Objective: To determine the value of neurologist ambulatory care in chronic neurologic diseases in a large administrative claims dataset detailing costs, adverse events, and health care utilization.
Methods: The Optum proprietary claims dataset (2010-2012) was examined to describe direct health care costs, as well as specific outcome metrics for a large population of persons with chronic neurologic illnesses. In phase I of the study, we detail neurologist involvement and differences in annualized allowed third--party payments within episode treatment groups (ETGs) for 10 neurologic illnesses. For phase II, we examined health care utilization for ETGs of epilepsy, Parkinson disease (PD), stroke, and multiple sclerosis (MS) with and without neurologist involvement. Reported outcomes were unadjusted differences and odds ratios between treatment groups.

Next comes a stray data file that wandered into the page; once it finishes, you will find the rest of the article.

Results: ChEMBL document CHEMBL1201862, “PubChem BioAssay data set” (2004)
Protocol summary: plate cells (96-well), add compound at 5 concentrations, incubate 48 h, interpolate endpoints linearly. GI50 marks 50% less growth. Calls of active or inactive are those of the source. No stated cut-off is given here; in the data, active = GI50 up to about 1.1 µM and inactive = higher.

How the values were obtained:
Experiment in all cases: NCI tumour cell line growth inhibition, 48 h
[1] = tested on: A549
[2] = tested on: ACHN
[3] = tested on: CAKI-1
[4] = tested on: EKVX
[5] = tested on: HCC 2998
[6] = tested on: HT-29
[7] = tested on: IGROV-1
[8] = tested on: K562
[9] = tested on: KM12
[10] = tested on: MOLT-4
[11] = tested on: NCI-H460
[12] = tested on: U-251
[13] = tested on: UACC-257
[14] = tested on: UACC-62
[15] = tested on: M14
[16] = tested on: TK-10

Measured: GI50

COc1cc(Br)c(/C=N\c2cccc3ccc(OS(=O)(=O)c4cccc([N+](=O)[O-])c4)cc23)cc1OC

Results: For phase I, a total of 1,913,605 ETGs for 10 neurologic conditions were identified, 30.1% meeting criteria for neurologist involvement. All conditions had higher direct costs when neurologists were involved with care, ranging from a 25% increase for Alzheimer dementia to 100% more for MS care. In phase II, fractures, infections, emergent care, and inpatient admission were less with neurologist ambulatory care, while neurologist care was associated with greater utilization of disease-specific treatments (immunotherapies in MS anticoagulation in atrial fibrillation-associated stroke, deep brain stimulation and dopaminergic therapies in PD).
Conclusion: Neurologist involvement with care is associated with greater unadjusted allowed payments, but fewer adverse events and less acute care utilization.
© 2015 American Academy of Neurology.